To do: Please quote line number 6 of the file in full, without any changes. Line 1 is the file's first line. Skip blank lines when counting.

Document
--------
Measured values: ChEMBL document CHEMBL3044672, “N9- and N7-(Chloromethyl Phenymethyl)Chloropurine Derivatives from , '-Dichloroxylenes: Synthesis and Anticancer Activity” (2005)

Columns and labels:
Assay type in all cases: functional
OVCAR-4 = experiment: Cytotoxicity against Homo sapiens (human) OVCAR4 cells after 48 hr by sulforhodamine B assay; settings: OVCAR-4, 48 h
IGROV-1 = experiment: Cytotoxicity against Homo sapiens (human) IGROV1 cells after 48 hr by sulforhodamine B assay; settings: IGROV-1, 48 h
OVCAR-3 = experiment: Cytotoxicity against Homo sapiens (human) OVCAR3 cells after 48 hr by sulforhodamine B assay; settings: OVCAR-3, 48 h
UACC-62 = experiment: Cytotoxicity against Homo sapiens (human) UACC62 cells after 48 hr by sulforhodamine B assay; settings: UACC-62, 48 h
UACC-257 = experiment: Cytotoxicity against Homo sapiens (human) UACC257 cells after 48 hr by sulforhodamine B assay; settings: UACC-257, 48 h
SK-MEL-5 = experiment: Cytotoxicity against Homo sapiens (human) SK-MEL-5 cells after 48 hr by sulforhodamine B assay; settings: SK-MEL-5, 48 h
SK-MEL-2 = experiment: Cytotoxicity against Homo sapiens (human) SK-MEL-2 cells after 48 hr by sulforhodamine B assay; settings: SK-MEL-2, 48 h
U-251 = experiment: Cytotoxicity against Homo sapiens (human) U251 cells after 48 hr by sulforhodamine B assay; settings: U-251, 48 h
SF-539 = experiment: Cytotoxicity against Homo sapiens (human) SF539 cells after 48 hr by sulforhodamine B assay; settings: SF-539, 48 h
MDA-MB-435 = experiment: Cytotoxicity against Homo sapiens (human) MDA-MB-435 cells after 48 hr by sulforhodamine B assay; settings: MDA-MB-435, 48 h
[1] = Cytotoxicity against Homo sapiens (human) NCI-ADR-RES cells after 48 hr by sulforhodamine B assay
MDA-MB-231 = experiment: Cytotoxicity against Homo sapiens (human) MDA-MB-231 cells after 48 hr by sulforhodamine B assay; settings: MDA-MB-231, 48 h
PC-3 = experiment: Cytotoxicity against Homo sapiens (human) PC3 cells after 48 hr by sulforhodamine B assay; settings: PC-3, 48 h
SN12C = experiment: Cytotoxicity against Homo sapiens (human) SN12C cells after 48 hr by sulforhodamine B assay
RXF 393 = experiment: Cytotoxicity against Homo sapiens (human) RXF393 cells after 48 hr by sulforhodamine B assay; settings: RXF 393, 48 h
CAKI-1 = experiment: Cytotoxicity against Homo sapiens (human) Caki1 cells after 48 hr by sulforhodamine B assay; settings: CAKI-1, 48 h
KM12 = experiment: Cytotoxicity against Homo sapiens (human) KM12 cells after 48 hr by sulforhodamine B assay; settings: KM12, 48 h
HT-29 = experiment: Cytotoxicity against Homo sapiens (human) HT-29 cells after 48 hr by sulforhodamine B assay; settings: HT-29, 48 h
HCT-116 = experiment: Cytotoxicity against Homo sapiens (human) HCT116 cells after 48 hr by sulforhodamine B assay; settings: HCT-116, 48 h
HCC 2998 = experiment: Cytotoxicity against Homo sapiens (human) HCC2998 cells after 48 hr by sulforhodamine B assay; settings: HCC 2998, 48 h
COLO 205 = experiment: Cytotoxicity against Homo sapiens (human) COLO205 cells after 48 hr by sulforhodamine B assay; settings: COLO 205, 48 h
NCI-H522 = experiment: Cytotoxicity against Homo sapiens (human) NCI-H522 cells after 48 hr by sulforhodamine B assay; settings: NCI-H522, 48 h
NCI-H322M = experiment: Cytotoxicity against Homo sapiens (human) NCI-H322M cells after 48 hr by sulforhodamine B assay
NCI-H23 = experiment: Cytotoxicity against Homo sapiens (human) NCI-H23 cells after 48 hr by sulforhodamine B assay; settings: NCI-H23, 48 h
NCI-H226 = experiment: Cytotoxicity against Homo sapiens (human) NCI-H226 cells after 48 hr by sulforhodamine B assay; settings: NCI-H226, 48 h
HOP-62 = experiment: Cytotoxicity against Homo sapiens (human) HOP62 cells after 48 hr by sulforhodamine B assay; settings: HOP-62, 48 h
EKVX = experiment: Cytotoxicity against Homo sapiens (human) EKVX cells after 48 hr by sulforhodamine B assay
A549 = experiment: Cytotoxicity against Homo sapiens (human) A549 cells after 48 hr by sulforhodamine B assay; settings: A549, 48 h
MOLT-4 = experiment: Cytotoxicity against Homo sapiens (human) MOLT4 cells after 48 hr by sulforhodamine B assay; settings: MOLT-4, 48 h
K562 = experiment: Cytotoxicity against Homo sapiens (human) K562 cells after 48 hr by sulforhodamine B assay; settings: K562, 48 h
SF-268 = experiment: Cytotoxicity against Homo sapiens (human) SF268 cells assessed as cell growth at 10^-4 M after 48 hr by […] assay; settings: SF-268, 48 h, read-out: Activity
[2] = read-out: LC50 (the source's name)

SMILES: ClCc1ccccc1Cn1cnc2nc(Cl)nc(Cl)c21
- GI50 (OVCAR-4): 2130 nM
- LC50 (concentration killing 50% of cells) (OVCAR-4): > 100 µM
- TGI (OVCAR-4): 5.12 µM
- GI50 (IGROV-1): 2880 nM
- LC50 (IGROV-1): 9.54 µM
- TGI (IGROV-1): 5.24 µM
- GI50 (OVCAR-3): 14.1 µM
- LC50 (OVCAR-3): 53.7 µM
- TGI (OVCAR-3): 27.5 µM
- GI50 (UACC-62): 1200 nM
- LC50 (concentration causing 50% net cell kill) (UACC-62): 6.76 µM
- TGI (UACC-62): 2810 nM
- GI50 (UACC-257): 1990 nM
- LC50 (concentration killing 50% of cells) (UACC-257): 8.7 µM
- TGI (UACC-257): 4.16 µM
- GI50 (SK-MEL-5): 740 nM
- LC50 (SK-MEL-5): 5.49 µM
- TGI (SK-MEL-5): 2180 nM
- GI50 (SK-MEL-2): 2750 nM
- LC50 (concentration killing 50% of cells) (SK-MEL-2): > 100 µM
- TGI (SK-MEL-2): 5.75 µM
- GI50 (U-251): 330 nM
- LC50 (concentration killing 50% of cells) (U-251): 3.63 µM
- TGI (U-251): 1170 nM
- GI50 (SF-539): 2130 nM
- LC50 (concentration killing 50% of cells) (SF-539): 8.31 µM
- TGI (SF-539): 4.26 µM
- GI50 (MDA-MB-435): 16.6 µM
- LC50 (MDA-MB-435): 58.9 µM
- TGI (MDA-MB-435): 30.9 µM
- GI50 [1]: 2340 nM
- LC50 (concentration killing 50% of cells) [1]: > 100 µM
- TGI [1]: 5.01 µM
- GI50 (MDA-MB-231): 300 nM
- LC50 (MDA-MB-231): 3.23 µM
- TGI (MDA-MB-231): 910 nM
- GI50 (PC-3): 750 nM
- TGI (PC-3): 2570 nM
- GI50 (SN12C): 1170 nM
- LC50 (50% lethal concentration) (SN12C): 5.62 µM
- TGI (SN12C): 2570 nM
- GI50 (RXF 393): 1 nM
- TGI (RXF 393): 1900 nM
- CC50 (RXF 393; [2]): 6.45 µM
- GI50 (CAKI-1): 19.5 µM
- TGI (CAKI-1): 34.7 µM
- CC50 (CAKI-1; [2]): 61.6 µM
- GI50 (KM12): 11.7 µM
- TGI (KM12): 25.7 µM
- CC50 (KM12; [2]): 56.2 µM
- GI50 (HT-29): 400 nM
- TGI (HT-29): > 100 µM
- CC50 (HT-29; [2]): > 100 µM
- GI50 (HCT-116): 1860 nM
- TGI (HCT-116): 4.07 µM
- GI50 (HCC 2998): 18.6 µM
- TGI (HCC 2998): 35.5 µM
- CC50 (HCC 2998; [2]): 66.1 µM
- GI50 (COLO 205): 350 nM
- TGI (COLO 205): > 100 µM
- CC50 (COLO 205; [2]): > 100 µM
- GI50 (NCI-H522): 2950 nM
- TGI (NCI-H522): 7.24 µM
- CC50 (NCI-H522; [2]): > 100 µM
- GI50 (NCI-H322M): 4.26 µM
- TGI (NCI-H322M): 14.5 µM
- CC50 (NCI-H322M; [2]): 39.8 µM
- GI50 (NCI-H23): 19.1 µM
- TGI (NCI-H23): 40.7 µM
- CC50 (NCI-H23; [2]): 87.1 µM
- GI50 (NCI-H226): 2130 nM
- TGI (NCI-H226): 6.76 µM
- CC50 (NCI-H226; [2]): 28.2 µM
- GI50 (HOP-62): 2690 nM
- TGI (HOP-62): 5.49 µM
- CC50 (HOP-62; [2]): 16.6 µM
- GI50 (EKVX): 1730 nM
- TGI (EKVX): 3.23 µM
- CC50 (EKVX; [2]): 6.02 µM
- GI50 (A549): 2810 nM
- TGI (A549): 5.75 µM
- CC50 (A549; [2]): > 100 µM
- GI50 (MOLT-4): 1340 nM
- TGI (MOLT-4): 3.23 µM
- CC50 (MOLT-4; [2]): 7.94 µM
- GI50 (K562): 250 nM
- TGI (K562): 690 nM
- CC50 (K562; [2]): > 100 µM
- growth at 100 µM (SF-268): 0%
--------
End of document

OVCAR-3 = experiment: Cytotoxicity against Homo sapiens (human) OVCAR3 cells after 48 hr by sulforhodamine B assay; settings: OVCAR-3, 48 h